Conditions for the application and performance of supradisciplinary research projects

Philipp Balsiger

ISSC Workshop, BBAW. Berlin, 14-15 March 2002

1. Introduction

Since the late 1980s persons interested in the development of Science could and still can follow an increasing debate about different forms of research. Most of these forms in discussion are characterized by their common need of transgressing disciplinary boundaries to solve given scientific problems. Such forms have been seriously developing at least since the late 50s (e.g.(Luszki 1958)), even if we can find some early discussions already in the 1920s. For more historical details see also Weingart/Stehr "Practising Interdisciplinarity" (2000).

Without specially focussing on this point, I would mention the environmental debate in the late 1970s and the 1980s as one of the key issues leading to a certain public awarness of such forms of research. The reason for my argument is, that with the environmental debate, the intention of a more holistic approach, quite programmatically formulated in the so-called students movement of the late 1960s, got its scientific counterpart in research. Hence it switched from an ideological claim to a scientific necessity.

Even if an observing outsider could now easily get the idea that research in general, was and still is nothing but predominantly performed by transgressing disciplinary boundaries, he may rest assured that this is not the case. I do agree with Peter Weingart and Nico Stehr that today we seem to have a sort of a break up of formerly strong disciplinary fields, but I would argue that this is only the case if you are looking at science as a specific institutional expression of society. If on the other side you are focusing on the act of performing scientific processes you will find that in most cases Imre Lakatosā research program is still a valid description of what in fact is going on.

2. Terminological assumption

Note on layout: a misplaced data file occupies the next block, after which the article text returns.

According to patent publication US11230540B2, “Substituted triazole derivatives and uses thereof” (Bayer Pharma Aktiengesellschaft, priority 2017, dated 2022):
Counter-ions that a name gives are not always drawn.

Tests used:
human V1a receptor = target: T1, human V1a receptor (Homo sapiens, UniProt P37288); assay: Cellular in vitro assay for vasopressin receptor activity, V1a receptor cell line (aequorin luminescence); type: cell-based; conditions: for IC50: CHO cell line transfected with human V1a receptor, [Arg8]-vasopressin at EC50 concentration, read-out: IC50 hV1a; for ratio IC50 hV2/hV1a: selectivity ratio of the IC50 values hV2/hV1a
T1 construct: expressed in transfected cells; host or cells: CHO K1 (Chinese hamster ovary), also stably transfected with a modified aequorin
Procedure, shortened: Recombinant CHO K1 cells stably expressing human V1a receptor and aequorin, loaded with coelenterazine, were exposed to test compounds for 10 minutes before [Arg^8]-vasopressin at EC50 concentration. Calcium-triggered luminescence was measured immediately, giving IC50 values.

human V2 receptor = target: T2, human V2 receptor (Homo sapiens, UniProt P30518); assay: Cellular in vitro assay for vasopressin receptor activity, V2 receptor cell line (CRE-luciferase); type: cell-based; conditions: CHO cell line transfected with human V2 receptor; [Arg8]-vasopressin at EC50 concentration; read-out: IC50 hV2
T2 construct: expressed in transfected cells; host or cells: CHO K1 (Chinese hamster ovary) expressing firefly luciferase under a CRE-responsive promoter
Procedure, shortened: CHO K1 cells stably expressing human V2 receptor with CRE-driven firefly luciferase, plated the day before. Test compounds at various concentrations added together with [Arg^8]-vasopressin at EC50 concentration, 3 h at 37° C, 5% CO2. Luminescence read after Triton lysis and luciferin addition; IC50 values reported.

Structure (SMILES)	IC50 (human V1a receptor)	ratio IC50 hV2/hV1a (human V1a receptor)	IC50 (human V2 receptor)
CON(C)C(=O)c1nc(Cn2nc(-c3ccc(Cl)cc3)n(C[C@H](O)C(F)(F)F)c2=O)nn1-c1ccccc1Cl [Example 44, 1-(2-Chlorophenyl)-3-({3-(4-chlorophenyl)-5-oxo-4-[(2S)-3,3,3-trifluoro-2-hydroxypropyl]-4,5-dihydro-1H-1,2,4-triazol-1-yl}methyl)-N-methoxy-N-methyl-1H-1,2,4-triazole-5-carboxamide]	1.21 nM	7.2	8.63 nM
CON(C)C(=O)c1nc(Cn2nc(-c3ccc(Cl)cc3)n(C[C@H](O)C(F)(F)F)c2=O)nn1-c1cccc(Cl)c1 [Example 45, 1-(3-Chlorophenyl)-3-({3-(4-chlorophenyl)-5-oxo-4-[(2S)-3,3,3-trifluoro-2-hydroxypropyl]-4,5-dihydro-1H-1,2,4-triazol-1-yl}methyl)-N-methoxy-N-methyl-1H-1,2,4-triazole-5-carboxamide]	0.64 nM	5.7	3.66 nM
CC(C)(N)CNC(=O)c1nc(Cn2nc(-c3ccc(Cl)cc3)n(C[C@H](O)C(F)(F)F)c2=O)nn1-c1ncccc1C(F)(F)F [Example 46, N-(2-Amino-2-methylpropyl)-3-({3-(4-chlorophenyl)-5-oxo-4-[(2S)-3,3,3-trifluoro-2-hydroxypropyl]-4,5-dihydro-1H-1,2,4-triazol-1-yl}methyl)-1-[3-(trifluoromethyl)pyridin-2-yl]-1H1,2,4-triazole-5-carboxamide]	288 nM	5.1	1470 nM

Most of the time the term "interdisciplinary" is used in a general and rather unspecific way. Julie Klein Thompson does point it out when she mentions that asking three researcher what, for them, "interdisciplinarity" means, one will get three different answers which do not necessarily coincide . To avoid such troubles my colleague Rudolf Koetter and I suggested that it would be more sophisticated to reserve the term of "Interdisciplinarity" for a very specific and clearly defined use. Instead of using this term as a sort of label and therefore handling with some semantic ambiguities, we suggest the term of "supradisciplinary scientific practice" as a collective term for all such forms of scientific collaborations where the field of a single discipline is transgressed.

Any form of unspecified collaboration will be called multidisciplinary. The term interdisciplinary will only be used for such forms of supradisciplinary collaboration where various disciplines, keeping their own autonomy (i.e. without becoming a serving discipline), solve a given problem which cannot be solved by one discipline alone, in a joint way. As soon as a given problem raises from outside of the scientific context and it has to be solved in form of a joint collaboration between scientists and practioners the terminological suggestion is to use the term transdisciplinarity. But there is a special danger which has to be taken in consideration. Transdisciplinary projects should not be loaded down with tasks which do not belong to the scientific context. In no way can the implementation of suggested solutions into practice be carried out by science as a substitute for practice. If this occurs there is a definite danger of science drifting into ideology.

The netherlands Associate professor for Ethics and Engineering, Henk Zandvoort also focused on the methodological collaboration outlined, in a paper of note published in 1995, in which he concentrated primarily on ecological research. In his opinion, scientific disciplines, in an interdisciplinary research project-group are related in a so-called "interactive model." There is no strict hierarchical relationship between the participating disciplines in a model of this type but merely a "guide-supply-relationship." This means that in the "guide-mode," a discipline formulates a task, which is adopted and dealt with by another discipline which is claimed to be the "supply-mode."


"The cooperative development of research programmes comes about in the following way. Some of the research programmes do not define their own primary problems. Instead, they aim at solving problems arising in and defined by other research programmes. The latter programmes may not themselves have the (efficient) means to solve those problems. The programmes generating the problems I have called 'guide programmes,' because they act as guides for the programmes that aim at solving those problems. The latter programmes I have called 'supply programmes,' because, when successful, they satisfy the needs of the other programme." (Zandvoort 1995, 53).